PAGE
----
One wonders what the gig schedule looked like at that stage, as it has been the work of many aficionados and three decades to re-create such a list. As we established in a previous post, it was only comparatively recently that the date of the Mallemunt Festival in Brussels was definitively established as 5th August 1983, installing it as the band’s first date overseas.

Incredibly, however, more recent research by legendary TSOM archivist LG has revealed that TSOM played much further afield a week earlier than the Belgian date, in the historic Italian Adriatic port of Ancona. To my astonishment, LG had acquired a poster listing TSOM as playing in the Italian town on Sunday 31st July 1983, billing it as their “unica data” and “primo concert in Italia”.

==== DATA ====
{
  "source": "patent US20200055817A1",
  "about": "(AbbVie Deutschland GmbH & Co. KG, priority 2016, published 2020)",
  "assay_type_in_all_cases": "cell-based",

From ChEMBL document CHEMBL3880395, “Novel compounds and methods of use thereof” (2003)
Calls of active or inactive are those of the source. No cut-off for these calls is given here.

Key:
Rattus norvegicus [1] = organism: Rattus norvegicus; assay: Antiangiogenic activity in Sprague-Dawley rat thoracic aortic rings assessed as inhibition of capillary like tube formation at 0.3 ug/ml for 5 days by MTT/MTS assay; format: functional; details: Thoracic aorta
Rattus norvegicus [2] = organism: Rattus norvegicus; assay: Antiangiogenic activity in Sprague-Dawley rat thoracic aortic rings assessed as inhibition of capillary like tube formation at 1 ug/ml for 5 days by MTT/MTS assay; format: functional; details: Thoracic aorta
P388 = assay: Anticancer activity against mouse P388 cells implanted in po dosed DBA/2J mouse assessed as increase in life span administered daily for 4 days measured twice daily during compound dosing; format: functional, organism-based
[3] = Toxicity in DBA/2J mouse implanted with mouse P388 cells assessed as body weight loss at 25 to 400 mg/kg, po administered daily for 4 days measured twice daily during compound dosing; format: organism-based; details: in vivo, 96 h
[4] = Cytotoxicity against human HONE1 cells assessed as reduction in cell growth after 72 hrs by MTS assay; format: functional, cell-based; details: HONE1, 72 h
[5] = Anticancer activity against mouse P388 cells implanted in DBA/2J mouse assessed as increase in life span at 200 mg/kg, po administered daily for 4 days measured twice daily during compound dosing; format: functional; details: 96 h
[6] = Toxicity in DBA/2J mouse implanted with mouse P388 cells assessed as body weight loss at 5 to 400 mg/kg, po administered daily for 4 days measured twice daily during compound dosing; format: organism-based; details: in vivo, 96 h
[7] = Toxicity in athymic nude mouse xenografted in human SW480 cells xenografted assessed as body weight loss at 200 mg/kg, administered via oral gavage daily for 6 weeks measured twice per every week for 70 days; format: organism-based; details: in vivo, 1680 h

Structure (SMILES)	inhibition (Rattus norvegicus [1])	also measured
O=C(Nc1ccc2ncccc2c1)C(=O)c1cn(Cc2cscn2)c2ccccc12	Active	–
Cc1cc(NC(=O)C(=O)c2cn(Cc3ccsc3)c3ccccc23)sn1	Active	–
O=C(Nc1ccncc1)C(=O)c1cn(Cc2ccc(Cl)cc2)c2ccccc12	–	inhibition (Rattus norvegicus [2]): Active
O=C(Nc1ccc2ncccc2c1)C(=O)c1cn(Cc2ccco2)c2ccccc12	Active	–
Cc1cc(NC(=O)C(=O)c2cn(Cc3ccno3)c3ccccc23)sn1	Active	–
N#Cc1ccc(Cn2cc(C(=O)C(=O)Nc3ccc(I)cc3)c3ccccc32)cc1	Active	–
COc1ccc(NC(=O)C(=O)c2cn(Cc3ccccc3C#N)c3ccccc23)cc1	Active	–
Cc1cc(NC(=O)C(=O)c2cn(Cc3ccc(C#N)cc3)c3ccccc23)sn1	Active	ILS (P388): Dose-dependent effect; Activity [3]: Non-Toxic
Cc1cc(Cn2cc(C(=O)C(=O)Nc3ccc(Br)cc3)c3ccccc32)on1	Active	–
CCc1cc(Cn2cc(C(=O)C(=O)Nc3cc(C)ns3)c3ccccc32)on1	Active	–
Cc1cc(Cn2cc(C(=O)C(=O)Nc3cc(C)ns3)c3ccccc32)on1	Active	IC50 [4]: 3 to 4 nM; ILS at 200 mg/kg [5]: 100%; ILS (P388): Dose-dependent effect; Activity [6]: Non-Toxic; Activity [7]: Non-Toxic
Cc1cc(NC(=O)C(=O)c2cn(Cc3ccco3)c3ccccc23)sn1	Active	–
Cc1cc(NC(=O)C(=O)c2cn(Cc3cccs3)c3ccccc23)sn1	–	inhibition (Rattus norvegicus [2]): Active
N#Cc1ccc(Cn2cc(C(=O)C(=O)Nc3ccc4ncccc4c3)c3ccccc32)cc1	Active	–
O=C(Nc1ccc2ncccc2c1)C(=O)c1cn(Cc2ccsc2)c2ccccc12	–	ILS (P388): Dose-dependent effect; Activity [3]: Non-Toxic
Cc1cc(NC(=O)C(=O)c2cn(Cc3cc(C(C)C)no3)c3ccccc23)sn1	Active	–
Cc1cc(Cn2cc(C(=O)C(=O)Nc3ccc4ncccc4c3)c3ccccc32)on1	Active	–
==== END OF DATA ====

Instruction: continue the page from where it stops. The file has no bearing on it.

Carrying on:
The port of Ancona had a long-established musical festival which tended to draw an older audience, but in the early 80’s municipal funding was made available for the production of an alternative version, Parkingang, to be held in the historic Piazza del Plebiscito, a beautiful traditional square complete with mediaeval town hall with clock tower, baroque church, and restaurants whose terraces spilled out over the cobbled interior.